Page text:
Having been a fan of the UK TV series set at River Cottage farm, hosted by food advocate Hugh Fearnley-Whittingstall, and without any new shows to watch of late, I came across Hugh’s talk at TED Exeter from a few years ago. One thing Hugh said resonated: “In order to help us connect with food, we should seek food with a story.”
With so many aspects of the world’s food supply in crisis, what’s one person to do? Well with River Cottage farm resturant and on the TV show, Hugh has made a personal appeal for us all to live better, healthier and more sustainably, by each week telling his personal stories about food. And his stories have had real impact. The national awareness towards eating locally and sustainably has never been higher in the UK. And in national and international politics, Hugh has successfully advocated for sensible and sustainable food policies in ways that will reap great benefits for consumers the world over for years to come.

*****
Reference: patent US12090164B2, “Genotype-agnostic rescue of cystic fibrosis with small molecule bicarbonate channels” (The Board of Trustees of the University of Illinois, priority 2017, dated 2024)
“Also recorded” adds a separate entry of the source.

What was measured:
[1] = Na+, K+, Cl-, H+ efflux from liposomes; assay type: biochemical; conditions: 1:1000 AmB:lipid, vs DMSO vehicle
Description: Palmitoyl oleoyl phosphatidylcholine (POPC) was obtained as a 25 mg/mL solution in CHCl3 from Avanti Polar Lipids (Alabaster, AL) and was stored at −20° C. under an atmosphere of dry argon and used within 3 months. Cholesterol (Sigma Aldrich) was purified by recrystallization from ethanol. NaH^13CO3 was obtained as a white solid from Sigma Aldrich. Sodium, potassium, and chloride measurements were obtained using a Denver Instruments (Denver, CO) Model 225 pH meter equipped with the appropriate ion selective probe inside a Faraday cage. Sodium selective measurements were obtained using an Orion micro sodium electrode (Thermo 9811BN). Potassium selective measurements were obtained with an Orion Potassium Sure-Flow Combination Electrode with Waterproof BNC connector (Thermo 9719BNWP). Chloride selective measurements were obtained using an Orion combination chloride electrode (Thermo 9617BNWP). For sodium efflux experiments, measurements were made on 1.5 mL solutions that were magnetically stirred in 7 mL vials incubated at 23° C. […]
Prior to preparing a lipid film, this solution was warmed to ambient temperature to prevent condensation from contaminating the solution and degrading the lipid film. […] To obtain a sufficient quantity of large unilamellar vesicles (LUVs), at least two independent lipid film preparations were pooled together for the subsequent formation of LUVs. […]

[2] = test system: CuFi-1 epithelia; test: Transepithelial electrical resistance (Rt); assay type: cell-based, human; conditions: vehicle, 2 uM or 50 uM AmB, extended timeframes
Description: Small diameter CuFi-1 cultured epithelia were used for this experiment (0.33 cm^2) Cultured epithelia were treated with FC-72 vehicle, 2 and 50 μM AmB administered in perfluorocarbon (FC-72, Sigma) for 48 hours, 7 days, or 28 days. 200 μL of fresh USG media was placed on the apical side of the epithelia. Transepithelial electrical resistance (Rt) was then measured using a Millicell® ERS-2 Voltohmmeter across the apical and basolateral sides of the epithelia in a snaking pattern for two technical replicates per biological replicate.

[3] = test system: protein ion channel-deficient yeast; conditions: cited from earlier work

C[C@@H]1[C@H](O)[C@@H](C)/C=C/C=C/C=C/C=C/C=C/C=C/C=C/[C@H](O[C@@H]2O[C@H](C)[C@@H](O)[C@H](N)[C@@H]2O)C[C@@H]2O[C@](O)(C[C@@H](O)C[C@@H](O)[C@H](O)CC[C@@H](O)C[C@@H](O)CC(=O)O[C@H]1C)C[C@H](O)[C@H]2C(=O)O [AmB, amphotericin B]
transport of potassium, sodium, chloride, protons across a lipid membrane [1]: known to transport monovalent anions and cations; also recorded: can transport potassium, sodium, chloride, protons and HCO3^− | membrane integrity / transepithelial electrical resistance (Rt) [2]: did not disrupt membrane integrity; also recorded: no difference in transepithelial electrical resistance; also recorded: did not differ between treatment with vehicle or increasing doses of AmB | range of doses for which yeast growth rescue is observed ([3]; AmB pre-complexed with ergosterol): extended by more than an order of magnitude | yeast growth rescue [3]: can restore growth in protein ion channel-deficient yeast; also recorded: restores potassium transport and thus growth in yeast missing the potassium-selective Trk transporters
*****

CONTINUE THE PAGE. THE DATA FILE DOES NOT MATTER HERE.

Now, sadly, that the show has ended its run, Hugh has turned River Cottage farm over to the public, enabling us all the opportunity to experience, hands on, all the food stories we enjoyed on TV.
Upon arriving for our day at the farm we were greeted by operations manager Simon. He led us down the garden path, so to speak, as we made our way from the reception through meadows of grazing sheep, beehives, and crisp rows of dew-laden crops. Lambing season was in full swing so bouncing baby lambs hopped and scuttled in all directions as we passed through their domain.
We sat down in the new dining hall and Simon treated us to some hot-drink hospitality as we learned more about River Cottage farms and resturant’s new mission and mapped out the day’s activities.